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5 minutes ago, Joe_is_the_best said:

VanS ain't got nothing on me

Nobody has anything on Dobbs' mama...

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Oh, also Russell Wilson deserves a lot more blame for throwing the goal line pick in SB XLIX than Pete Carroll does for calling the pass. 

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1 minute ago, Starless said:

Oh, also Russell Wilson deserves a lot more blame for throwing the goal line pick in SB XLIX than Pete Carroll does for calling the pass. 

@AFlaccoSeagulls see, I'm 100% not alone here and would like to irrationally resume our argument, which you lost btw, for no reason aside from sheer amusement on my end.

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29 minutes ago, Starless said:

Oh, also Russell Wilson deserves a lot more blame for throwing the goal line pick in SB XLIX than Pete Carroll does for calling the pass.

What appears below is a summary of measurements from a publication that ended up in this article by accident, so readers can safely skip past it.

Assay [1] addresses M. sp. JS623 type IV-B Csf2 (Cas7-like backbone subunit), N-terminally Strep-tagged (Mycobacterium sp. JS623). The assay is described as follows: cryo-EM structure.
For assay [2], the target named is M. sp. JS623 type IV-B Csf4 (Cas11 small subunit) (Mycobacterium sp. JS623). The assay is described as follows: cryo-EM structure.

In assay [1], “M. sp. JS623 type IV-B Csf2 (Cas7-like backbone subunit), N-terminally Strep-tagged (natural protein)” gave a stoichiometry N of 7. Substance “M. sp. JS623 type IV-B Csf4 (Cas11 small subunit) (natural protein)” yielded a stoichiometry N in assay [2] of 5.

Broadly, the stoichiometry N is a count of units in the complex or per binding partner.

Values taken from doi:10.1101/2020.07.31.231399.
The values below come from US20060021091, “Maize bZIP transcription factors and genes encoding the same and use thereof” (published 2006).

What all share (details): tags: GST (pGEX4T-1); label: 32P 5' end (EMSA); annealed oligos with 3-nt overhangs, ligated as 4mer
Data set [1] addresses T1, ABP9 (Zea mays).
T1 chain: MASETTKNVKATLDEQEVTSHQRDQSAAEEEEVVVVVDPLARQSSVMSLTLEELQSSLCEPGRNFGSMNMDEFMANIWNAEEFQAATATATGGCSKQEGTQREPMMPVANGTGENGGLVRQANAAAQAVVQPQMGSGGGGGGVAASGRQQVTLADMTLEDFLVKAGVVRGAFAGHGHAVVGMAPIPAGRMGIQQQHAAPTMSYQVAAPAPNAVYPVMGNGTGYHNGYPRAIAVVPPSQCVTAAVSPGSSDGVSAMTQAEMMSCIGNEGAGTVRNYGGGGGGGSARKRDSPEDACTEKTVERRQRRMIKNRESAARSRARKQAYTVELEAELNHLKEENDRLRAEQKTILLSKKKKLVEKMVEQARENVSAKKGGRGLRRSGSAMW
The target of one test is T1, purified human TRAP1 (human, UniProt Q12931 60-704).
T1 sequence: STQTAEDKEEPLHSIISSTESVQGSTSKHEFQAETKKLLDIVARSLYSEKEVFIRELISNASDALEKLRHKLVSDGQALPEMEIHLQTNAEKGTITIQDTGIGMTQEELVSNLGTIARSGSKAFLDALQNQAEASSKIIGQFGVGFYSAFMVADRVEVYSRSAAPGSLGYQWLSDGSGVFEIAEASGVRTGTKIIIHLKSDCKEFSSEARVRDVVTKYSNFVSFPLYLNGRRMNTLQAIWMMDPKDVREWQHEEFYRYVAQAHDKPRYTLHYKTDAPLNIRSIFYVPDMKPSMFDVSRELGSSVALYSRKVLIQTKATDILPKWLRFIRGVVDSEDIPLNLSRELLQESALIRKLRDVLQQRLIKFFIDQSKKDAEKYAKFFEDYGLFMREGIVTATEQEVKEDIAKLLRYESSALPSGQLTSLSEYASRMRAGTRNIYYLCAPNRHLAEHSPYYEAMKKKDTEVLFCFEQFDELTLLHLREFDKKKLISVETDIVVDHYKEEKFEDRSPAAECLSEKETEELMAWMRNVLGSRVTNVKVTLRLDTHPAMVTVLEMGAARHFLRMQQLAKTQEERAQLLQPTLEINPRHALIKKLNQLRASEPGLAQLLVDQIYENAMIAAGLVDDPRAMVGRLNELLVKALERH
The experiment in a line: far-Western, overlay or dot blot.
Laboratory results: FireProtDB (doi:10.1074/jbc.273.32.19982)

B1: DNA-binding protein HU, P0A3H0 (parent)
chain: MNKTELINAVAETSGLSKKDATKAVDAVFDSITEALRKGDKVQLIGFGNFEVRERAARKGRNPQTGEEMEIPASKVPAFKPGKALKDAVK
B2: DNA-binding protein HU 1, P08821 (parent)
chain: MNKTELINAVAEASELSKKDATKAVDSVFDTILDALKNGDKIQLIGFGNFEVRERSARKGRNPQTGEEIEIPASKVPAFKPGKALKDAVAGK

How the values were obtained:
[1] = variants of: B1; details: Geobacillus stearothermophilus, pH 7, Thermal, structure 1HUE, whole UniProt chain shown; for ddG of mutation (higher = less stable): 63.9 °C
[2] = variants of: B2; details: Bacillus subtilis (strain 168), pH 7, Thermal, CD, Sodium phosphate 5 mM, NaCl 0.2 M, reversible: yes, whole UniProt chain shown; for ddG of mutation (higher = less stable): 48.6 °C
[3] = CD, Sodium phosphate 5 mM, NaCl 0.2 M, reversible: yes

I'm right about this, by the way. 

 

Wilson should've seen Butler breaking on the ball. If he'd come off that read and went to his checkdown (Lynch wheeling out into the flat), it's an easy 6. 

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45 minutes ago, MWil23 said:

@AFlaccoSeagulls see, I'm 100% not alone here and would like to irrationally resume our argument, which you lost btw, for no reason aside from sheer amusement on my end.

 

16 minutes ago, Starless said:

I'm right about this, by the way. 

 

Wilson should've seen Butler breaking on the ball. If he'd come off that read and went to his checkdown (Lynch wheeling out into the flat), it's an easy 6. 

<climbs on roof top>

<grabs megaphone>

IT WASN'T A READ PLAY, HE HAS NO READS, THERE IS NO CHECK DOWN, IT'S A PRE-SNAP DECISION! THE INTERCEPTION HAPPENS BECAUSE NOT ONLY DOES BRANDON BROWNER MAKE A PERFECT PLAY TO DISRUPT THE PICK, MALCOLM BUTLER MAKES A PERFECT PLAY TO JUMP THE ROUTE.

The only argument you can even possibly make here is that the throw wasn't perfect (it wasn't). Pete didn't call a pass IIRC, Bevell/Pete gave Russ 2 plays and Russ chose pass based on the formation/personnel for the Patriots.

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1 minute ago, AFlaccoSeagulls said: